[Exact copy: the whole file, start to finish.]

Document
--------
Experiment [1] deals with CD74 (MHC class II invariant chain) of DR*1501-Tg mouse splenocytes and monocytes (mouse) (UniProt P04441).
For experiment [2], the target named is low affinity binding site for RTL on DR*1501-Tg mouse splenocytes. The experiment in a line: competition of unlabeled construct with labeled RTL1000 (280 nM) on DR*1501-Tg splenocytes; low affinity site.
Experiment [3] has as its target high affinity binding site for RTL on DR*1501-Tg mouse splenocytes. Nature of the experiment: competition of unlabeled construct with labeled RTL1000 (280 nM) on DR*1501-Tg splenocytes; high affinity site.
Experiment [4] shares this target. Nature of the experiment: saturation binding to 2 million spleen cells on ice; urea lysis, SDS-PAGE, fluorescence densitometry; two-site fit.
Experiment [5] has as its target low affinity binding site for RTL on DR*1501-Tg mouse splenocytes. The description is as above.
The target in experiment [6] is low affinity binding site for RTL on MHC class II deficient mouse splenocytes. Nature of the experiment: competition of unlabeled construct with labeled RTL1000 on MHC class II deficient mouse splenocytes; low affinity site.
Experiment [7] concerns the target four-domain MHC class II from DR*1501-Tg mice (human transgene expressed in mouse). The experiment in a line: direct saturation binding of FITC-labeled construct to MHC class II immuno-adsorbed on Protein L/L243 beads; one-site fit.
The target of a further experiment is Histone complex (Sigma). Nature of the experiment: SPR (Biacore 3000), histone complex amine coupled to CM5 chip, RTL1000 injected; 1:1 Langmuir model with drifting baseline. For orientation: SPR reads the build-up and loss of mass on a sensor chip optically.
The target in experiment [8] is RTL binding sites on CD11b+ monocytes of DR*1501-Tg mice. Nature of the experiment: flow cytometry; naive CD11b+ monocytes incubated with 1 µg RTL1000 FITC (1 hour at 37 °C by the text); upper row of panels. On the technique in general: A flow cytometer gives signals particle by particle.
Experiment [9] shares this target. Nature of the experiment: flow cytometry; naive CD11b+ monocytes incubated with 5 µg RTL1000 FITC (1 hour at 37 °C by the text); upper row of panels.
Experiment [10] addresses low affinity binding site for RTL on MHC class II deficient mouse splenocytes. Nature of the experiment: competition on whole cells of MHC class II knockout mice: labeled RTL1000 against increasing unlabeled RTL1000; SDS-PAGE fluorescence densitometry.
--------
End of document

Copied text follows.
Experiment [1] deals with CD74 (MHC class II invariant chain) of DR*1501-Tg mouse splenocytes and monocytes (mouse) (UniProt P04441).
For experiment [2], the target named is low affinity binding site for RTL on DR*1501-Tg mouse splenocytes. The experiment in a line: competition of unlabeled construct with labeled RTL1000 (280 nM) on DR*1501-Tg splenocytes; low affinity site.
Experiment [3] has as its target high affinity binding site for RTL on DR*1501-Tg mouse splenocytes. Nature of the experiment: competition of unlabeled construct with labeled RTL1000 (280 nM) on DR*1501-Tg splenocytes; high affinity site.
Experiment [4] shares this target. Nature of the experiment: saturation binding to 2 million spleen cells on ice; urea lysis, SDS-PAGE, fluorescence densitometry; two-site fit.
Experiment [5] has as its target low affinity binding site for RTL on DR*1501-Tg mouse splenocytes. The description is as above.
The target in experiment [6] is low affinity binding site for RTL on MHC class II deficient mouse splenocytes. Nature of the experiment: competition of unlabeled construct with labeled RTL1000 on MHC class II deficient mouse splenocytes; low affinity site.
Experiment [7] concerns the target four-domain MHC class II from DR*1501-Tg mice (human transgene expressed in mouse). The experiment in a line: direct saturation binding of FITC-labeled construct to MHC class II immuno-adsorbed on Protein L/L243 beads; one-site fit.
The target of a further experiment is Histone complex (Sigma). Nature of the experiment: SPR (Biacore 3000), histone complex amine coupled to CM5 chip, RTL1000 injected; 1:1 Langmuir model with drifting baseline. For orientation: SPR reads the build-up and loss of mass on a sensor chip optically.
The target in experiment [8] is RTL binding sites on CD11b+ monocytes of DR*1501-Tg mice. Nature of the experiment: flow cytometry; naive CD11b+ monocytes incubated with 1 µg RTL1000 FITC (1 hour at 37 °C by the text); upper row of panels. On the technique in general: A flow cytometer gives signals particle by particle.
Experiment [9] shares this target. Nature of the experiment: flow cytometry; naive CD11b+ monocytes incubated with 5 µg RTL1000 FITC (1 hour at 37 °C by the text); upper row of panels.
Experiment [10] addresses low affinity binding site for RTL on MHC class II deficient mouse splenocytes. Nature of the experiment: competition on whole cells of MHC class II knockout mice: labeled RTL1000 against increasing unlabeled RTL1000; SDS-PAGE fluorescence densitometry.